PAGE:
Get an up close look at how the dam and fill process works to protect electronic components on a circuit board. This two step method utilizes a damming compound such as Supreme 3HTND-2DM-1 to create a barrier around the component, while the flowable filler material, EP3UF-1, covers the component for protection.

Video Transcript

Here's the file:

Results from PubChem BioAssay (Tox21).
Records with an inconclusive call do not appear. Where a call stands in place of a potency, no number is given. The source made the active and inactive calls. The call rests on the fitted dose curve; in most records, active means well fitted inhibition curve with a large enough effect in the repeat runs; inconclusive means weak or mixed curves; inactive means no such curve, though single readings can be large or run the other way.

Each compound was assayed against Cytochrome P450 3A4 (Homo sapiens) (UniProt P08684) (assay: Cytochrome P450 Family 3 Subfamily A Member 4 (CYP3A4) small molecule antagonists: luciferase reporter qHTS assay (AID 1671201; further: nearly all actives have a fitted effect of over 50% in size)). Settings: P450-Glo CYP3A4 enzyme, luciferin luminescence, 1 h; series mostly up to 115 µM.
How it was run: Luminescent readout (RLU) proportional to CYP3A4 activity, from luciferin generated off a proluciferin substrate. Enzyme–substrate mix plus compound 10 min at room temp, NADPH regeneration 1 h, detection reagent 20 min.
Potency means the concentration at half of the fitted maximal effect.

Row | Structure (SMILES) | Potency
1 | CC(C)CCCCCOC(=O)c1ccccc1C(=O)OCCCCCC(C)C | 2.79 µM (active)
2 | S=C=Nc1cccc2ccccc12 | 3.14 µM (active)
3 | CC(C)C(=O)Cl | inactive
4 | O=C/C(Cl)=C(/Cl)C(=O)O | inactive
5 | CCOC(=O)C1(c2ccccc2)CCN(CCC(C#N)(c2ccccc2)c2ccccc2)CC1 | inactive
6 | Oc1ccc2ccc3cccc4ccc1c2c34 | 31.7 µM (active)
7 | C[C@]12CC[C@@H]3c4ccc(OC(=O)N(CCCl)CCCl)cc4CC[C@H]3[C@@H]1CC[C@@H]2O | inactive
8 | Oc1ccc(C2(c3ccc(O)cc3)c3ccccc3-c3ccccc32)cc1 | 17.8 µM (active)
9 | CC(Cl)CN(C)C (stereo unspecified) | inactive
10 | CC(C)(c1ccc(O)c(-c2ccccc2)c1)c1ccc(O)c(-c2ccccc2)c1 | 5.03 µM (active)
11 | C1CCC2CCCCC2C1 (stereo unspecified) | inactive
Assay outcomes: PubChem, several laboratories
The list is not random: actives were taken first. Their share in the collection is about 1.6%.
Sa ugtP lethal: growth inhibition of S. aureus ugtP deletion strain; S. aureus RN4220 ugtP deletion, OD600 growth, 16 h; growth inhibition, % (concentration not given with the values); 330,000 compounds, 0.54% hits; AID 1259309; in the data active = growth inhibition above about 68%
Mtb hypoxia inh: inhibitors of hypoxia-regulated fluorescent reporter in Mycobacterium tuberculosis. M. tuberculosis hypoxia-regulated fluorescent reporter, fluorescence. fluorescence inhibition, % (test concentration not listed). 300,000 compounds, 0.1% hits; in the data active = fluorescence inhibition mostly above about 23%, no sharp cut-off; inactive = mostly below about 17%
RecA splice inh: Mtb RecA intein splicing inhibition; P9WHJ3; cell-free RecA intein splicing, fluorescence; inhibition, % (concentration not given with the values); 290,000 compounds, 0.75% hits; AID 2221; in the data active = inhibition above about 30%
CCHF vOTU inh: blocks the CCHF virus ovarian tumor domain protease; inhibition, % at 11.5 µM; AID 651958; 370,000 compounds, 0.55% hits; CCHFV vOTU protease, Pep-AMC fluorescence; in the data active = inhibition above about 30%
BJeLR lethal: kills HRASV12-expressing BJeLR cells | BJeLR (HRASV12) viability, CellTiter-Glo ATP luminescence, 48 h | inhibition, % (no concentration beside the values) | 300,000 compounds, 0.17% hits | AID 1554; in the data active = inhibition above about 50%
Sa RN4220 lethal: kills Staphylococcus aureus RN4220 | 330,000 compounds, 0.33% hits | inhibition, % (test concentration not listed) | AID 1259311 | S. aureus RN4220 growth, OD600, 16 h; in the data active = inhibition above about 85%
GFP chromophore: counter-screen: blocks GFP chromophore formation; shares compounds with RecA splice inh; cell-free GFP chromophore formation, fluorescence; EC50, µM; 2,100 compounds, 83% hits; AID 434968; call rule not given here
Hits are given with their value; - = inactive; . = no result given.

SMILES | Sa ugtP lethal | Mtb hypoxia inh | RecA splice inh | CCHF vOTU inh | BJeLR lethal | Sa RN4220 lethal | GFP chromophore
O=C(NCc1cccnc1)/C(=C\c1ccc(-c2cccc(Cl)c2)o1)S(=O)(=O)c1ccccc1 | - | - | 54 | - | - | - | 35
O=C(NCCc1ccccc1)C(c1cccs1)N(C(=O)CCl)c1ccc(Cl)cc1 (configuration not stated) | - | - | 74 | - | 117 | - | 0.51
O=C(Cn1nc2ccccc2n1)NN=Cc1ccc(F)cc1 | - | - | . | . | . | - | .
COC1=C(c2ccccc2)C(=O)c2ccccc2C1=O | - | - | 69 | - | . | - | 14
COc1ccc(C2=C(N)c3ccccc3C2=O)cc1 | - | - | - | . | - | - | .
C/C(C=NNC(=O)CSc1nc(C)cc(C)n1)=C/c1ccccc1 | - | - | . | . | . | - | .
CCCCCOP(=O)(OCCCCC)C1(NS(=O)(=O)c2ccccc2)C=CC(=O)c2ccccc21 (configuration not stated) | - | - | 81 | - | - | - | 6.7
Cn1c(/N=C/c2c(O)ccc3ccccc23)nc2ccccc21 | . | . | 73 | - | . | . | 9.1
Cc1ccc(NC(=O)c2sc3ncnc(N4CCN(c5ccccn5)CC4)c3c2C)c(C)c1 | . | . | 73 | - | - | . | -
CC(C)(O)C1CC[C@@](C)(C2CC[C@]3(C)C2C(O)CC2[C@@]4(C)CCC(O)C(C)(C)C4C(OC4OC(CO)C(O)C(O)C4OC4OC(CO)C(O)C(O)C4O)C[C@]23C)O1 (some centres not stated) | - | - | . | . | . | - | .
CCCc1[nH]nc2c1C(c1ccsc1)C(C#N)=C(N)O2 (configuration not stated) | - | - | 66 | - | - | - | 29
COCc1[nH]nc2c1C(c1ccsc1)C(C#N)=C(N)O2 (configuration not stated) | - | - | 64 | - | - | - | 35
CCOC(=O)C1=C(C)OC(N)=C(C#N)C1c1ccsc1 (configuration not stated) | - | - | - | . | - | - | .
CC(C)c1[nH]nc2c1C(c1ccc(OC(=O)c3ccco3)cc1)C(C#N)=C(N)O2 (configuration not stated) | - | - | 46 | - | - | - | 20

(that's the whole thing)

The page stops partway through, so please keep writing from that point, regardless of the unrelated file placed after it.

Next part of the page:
One of the ways to protect components on a circuit board is by utilizing the dam-and-fill process. Dam-and-filling entails dispensing the damming material around the area to be encapsulated – restricting the flow of the fill from spreading to other parts of the board. The process starts by applying a damming compound, such as Supreme 3HTND-2DM-1, around the component. Supreme 3HTND-2DM-1 is readily dispensed to create a structurally sound barrier. This material will not run and will cure in place in 5-10 minutes at 300°F – in essence forming a dam. After the damming compound has been applied and cured, a filling compound such as EP3UF-1 is dispensed to fill the area inside the dam and cover the component to be protected. EP3UF-1 is a specialized, low viscosity one part system with a filler that has ultra small particle sizes, enabling it to flow even in tiny spaces. This system cures in 10-15 minutes at 300°F and features low shrinkage and high dimensional stability once cured. Both Supreme 3HTND-2DM-1 and EP3UF-1 are thermally conductive, electrically insulating compounds and are available for use in syringes for automated or manual dispensing. Despite being a two step process, dam and fill offers the following advantages over glob topping: flow of the filling compound is controlled and restricted, it can be applied to larger sections of the board and the filling compound flows better than a glob top, allowing better protection underneath and around component. For more information, contact us to discuss your application.



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